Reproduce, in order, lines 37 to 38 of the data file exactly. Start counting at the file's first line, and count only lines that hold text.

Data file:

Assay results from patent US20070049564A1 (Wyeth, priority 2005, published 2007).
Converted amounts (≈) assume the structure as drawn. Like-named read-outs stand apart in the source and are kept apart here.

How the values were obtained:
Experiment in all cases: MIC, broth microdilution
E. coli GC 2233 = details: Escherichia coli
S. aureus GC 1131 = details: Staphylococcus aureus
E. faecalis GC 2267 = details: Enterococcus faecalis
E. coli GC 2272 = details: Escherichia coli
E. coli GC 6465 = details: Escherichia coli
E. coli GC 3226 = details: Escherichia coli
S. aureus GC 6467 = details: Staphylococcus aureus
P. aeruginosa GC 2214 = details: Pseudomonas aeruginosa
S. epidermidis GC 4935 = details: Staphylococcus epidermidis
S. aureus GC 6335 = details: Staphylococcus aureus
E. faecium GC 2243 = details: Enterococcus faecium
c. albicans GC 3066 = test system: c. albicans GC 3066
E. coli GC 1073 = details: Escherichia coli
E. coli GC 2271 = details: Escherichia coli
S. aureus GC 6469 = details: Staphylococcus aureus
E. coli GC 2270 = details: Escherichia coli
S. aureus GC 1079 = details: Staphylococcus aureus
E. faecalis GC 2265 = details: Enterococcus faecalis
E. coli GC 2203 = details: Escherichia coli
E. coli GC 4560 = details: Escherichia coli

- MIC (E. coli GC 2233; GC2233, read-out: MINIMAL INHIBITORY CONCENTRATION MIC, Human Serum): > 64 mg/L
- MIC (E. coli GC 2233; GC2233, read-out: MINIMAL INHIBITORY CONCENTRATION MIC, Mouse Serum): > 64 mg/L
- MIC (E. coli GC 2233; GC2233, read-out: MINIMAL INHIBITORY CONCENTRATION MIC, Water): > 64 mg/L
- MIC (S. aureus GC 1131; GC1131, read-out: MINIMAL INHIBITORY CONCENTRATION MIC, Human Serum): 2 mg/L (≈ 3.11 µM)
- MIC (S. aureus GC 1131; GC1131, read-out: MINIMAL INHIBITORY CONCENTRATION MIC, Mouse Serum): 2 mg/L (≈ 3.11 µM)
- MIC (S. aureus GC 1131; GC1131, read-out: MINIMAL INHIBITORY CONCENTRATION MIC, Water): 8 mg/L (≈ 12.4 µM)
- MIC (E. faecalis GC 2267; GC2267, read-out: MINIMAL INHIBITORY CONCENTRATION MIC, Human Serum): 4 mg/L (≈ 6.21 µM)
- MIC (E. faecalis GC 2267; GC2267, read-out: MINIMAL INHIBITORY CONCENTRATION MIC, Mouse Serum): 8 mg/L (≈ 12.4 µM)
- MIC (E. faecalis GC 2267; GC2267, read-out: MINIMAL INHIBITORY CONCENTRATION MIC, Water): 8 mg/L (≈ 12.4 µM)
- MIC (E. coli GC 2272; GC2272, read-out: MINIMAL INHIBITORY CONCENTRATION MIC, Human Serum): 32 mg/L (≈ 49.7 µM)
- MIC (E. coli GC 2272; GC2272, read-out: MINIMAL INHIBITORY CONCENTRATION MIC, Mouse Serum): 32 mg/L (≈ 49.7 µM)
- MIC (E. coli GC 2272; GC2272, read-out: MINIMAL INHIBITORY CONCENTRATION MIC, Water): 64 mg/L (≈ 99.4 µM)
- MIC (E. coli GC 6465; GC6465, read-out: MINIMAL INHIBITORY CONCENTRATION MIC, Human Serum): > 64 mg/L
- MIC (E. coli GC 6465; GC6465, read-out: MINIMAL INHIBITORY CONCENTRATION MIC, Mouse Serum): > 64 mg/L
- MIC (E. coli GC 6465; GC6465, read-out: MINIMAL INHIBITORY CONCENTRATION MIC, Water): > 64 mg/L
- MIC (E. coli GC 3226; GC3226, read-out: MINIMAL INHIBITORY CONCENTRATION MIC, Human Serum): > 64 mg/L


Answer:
- MIC (E. coli GC 6465; GC6465, read-out: MINIMAL INHIBITORY CONCENTRATION MIC, Human Serum): > 64 mg/L
- MIC (E. coli GC 6465; GC6465, read-out: MINIMAL INHIBITORY CONCENTRATION MIC, Mouse Serum): > 64 mg/L